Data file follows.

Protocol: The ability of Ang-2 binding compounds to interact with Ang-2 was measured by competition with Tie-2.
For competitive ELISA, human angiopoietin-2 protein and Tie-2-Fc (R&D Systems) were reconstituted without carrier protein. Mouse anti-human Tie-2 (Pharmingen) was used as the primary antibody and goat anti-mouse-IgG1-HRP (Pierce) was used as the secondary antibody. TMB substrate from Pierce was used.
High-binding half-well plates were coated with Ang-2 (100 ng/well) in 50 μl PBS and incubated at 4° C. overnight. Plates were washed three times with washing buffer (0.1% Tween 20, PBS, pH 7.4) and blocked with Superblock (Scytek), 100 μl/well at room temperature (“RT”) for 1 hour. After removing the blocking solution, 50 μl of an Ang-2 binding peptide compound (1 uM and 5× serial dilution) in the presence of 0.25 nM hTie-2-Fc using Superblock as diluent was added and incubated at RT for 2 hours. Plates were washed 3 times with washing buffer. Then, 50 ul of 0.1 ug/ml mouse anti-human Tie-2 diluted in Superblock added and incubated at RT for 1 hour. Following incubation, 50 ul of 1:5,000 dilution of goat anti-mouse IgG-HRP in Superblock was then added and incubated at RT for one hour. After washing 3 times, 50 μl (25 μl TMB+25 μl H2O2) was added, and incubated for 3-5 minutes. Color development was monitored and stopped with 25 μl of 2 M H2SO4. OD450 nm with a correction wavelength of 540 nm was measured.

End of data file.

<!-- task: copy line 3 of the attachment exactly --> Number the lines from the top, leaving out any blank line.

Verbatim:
High-binding half-well plates were coated with Ang-2 (100 ng/well) in 50 μl PBS and incubated at 4° C. overnight. Plates were washed three times with washing buffer (0.1% Tween 20, PBS, pH 7.4) and blocked with Superblock (Scytek), 100 μl/well at room temperature (“RT”) for 1 hour. After removing the blocking solution, 50 μl of an Ang-2 binding peptide compound (1 uM and 5× serial dilution) in the presence of 0.25 nM hTie-2-Fc using Superblock as diluent was added and incubated at RT for 2 hours. Plates were washed 3 times with washing buffer. Then, 50 ul of 0.1 ug/ml mouse anti-human Tie-2 diluted in Superblock added and incubated at RT for 1 hour. Following incubation, 50 ul of 1:5,000 dilution of goat anti-mouse IgG-HRP in Superblock was then added and incubated at RT for one hour. After washing 3 times, 50 μl (25 μl TMB+25 μl H2O2) was added, and incubated for 3-5 minutes. Color development was monitored and stopped with 25 μl of 2 M H2SO4. OD450 nm with a correction wavelength of 540 nm was measured.